Garzione, a professor of geosciences and dean of the College of Science, is being recognized for her contributions to the field of geoscience, including her research on the processes that build mountain belts and the interactions between climate and plate tectonics. This research has taken her to many regions within and surrounding the Himalaya-Tibetan Plateau and the Andes.
"I am grateful for the incredibly fun research career that I've experienced, and honored that my work is valued by my research community," Garzione said.
Garzione first became acquainted with UArizona as a graduate student, earning a master's degree and a doctorate in geosciences. In 2000, she joined the University of Rochester, and almost 20 years later, she took on a leadership position for the Rochester Institute of Technology. In 2021, she returned to UArizona as dean of the College of Science.
Garzione has earned numerous awards throughout her career, including the Goergen Award for Excellence in Undergraduate Teaching at the University of Rochester and the Donath Medal, a young scientist award from the Geological Society of America. As a dean, Garzione said she is particularly excited about fostering the collaborative research culture at UArizona and growing public-private partnerships. She is also eager to leverage the unique strengths and educational opportunities of the university in developing a highly skilled workforce.
"Our students are involved in state-of-the-art, world-leading activities that help them prepare for the future and help us maintain an exciting place to work," she said.
Vercelli is a Regents Professor of cellular and molecular medicine, associate director of the University of Arizona Health Sciences Asthma and Airway Disease Research Center and director of the Arizona Center for the Biology of Complex Diseases.
Vercelli, who is also a member of the university's BIO5 Institute, was named a AAAS Fellow for her contributions to the medical sciences field, specifically her research on asthma and airway diseases and the genetic and environmental mechanisms that control susceptibility to complex lung diseases.
"When it became clear through research that growing up in microbe-rich environments can protect from allergic disease, I focused on ways to prevent allergies through microbial exposures," Vercelli said. "This theme has led us to explore fundamental immunological paradigms which can be used to prevent serious, common diseases of children and adults."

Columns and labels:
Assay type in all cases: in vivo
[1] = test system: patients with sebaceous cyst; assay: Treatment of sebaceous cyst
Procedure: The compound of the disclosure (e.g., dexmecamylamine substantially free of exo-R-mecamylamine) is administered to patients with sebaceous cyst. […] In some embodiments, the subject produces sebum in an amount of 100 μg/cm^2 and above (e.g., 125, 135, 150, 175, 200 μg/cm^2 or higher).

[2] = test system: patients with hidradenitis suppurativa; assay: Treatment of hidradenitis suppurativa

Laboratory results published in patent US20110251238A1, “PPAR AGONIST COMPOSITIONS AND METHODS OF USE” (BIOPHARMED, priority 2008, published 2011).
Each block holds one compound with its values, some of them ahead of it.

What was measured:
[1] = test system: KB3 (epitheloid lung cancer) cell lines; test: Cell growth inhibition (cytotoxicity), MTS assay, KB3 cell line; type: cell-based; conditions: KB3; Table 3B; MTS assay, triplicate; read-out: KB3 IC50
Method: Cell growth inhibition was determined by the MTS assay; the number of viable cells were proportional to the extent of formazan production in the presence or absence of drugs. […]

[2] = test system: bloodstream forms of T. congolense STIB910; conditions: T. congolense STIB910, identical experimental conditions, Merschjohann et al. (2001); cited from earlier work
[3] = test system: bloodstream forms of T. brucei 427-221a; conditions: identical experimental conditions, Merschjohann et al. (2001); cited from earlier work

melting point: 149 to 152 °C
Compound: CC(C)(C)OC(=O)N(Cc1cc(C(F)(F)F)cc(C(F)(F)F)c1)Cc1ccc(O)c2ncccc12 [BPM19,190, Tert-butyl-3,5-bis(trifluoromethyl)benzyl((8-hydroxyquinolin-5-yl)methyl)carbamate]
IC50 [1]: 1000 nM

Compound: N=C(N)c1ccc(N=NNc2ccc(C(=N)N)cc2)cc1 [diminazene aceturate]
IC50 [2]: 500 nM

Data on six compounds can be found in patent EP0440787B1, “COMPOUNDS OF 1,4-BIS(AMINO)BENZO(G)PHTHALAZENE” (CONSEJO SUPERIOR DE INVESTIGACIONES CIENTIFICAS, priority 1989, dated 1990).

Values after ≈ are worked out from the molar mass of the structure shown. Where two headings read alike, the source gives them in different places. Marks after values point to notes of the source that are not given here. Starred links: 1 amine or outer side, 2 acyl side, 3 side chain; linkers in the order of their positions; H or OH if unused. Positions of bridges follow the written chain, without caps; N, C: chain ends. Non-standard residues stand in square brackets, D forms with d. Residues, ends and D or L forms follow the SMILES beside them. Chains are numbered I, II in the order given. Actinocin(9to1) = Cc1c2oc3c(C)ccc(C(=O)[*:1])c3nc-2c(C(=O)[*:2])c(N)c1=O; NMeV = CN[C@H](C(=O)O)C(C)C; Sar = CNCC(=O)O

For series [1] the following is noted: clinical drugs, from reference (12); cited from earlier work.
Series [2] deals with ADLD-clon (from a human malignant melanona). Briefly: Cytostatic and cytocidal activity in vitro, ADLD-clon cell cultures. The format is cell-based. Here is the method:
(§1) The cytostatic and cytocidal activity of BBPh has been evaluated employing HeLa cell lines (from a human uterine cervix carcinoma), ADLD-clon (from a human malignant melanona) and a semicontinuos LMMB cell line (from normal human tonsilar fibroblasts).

Vercelli trained in immunology at Boston Children's Hospital/Harvard Medical School until 1994. She then served as director of the Molecular Immunoregulation Unit at San Raffaele Scientific Institute in Milan, Italy. She joined UArizona in 1999.
"At the University of Arizona, we were encouraged to think boldly and innovatively," Vercelli said. "Because we dared to do experiments that no one thought could work, we're now closer than ever to understanding how to achieve allergy-protective effects."
Zaritsky, a professor of astronomy, is being honored for his contributions to the field of astronomy, including research that made connections between dark and luminous matter.
"Astronomical research serves to inspire and awaken curiosity in the broader commnity that we hope translates to other sciences, and even beyond science," Zaritsky said. "I hope that the enthusiasm generated by the University of Arizona's astronomy research program continues to get passed on to the students we teach and the general public."
Zaritsky earned his doctorate in astronomy from UArizona in 1991. He returned to UArizona as a faculty member in 1999.
Some highlights in Zaritsky's career include the discovery of direct evidence for dark matter based on his research of colliding galaxy clusters, as well as the discovery of a unifying relationship for the structures of all galaxies.
"The philosophy of the astronomy department has consistently been to support whatever passion project each researcher wants to follow as much as possible," Zaritsky said. "There has always been a tendency to hear, 'How can we achieve this?' rather than, 'Why you can't do this.'"
Newly elected AAAS Fellows will receive an official certificate and a gold and blue rosette pin to commemorate their election. They will be celebrated at a gathering in Washington, D.C., this spring.